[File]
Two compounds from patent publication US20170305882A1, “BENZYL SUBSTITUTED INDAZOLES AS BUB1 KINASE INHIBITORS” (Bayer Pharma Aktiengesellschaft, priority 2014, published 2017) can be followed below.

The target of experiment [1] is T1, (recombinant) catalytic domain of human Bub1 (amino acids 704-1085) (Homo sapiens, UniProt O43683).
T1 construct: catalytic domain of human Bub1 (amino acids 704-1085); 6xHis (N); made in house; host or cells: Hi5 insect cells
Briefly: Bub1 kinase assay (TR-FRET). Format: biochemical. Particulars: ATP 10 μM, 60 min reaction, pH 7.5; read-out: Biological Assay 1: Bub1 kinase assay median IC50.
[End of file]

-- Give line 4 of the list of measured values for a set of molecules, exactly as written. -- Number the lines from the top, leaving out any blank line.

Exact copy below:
Briefly: Bub1 kinase assay (TR-FRET). Format: biochemical. Particulars: ATP 10 μM, 60 min reaction, pH 7.5; read-out: Biological Assay 1: Bub1 kinase assay median IC50.